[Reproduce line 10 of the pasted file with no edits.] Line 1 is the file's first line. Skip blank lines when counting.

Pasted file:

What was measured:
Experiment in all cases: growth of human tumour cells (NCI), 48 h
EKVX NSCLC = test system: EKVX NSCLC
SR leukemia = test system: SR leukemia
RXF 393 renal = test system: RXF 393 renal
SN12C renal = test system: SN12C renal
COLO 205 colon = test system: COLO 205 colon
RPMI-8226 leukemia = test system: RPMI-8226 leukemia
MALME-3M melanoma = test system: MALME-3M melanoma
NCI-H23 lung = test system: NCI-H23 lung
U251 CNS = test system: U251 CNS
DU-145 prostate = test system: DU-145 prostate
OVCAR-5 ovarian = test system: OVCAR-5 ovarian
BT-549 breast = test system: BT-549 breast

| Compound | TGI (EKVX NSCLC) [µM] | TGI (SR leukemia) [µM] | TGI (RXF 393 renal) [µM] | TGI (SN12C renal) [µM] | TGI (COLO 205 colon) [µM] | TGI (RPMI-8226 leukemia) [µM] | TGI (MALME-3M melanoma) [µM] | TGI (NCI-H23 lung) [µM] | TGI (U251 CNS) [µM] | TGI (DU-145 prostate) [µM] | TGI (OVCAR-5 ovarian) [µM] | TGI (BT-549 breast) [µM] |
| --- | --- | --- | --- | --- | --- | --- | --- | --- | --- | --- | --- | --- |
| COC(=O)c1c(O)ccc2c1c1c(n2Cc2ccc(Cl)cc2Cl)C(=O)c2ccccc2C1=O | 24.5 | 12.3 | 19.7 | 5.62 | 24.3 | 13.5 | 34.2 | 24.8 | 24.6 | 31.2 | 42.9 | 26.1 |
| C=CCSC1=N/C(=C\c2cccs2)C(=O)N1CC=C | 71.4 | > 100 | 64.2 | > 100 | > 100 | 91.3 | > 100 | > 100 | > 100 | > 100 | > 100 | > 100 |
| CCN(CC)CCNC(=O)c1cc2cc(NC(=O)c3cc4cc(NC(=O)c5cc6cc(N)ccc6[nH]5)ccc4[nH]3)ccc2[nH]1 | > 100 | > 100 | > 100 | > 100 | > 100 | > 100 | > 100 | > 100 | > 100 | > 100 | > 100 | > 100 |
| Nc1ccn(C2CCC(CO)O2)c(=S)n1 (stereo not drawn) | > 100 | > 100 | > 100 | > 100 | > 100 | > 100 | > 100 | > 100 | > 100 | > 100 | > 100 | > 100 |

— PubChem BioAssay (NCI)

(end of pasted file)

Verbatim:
NCI-H23 lung = test system: NCI-H23 lung